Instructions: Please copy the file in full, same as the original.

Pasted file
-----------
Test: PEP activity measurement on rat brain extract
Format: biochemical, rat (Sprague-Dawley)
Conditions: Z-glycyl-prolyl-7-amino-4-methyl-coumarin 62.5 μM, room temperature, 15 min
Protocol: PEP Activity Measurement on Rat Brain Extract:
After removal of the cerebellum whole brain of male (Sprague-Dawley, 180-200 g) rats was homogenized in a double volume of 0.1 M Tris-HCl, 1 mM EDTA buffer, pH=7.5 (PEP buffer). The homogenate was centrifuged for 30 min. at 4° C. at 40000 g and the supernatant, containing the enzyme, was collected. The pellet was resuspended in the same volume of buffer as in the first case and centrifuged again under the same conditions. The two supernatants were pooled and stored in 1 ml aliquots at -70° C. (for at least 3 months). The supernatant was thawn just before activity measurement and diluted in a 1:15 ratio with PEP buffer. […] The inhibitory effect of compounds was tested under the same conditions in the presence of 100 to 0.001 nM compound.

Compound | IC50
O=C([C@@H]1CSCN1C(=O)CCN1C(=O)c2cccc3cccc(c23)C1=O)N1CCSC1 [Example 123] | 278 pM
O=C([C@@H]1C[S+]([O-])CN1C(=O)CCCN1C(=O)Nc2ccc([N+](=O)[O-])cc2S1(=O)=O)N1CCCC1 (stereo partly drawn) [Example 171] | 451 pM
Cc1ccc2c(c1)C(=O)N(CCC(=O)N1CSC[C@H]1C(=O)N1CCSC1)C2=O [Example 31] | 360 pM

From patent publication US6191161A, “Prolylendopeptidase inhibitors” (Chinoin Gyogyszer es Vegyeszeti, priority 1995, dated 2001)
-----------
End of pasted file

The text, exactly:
Test: PEP activity measurement on rat brain extract
Format: biochemical, rat (Sprague-Dawley)
Conditions: Z-glycyl-prolyl-7-amino-4-methyl-coumarin 62.5 μM, room temperature, 15 min
Protocol: PEP Activity Measurement on Rat Brain Extract:
After removal of the cerebellum whole brain of male (Sprague-Dawley, 180-200 g) rats was homogenized in a double volume of 0.1 M Tris-HCl, 1 mM EDTA buffer, pH=7.5 (PEP buffer). The homogenate was centrifuged for 30 min. at 4° C. at 40000 g and the supernatant, containing the enzyme, was collected. The pellet was resuspended in the same volume of buffer as in the first case and centrifuged again under the same conditions. The two supernatants were pooled and stored in 1 ml aliquots at -70° C. (for at least 3 months). The supernatant was thawn just before activity measurement and diluted in a 1:15 ratio with PEP buffer. […] The inhibitory effect of compounds was tested under the same conditions in the presence of 100 to 0.001 nM compound.

Compound | IC50
O=C([C@@H]1CSCN1C(=O)CCN1C(=O)c2cccc3cccc(c23)C1=O)N1CCSC1 [Example 123] | 278 pM
O=C([C@@H]1C[S+]([O-])CN1C(=O)CCCN1C(=O)Nc2ccc([N+](=O)[O-])cc2S1(=O)=O)N1CCCC1 (stereo partly drawn) [Example 171] | 451 pM
Cc1ccc2c(c1)C(=O)N(CCC(=O)N1CSC[C@H]1C(=O)N1CCSC1)C2=O [Example 31] | 360 pM

From patent publication US6191161A, “Prolylendopeptidase inhibitors” (Chinoin Gyogyszer es Vegyeszeti, priority 1995, dated 2001)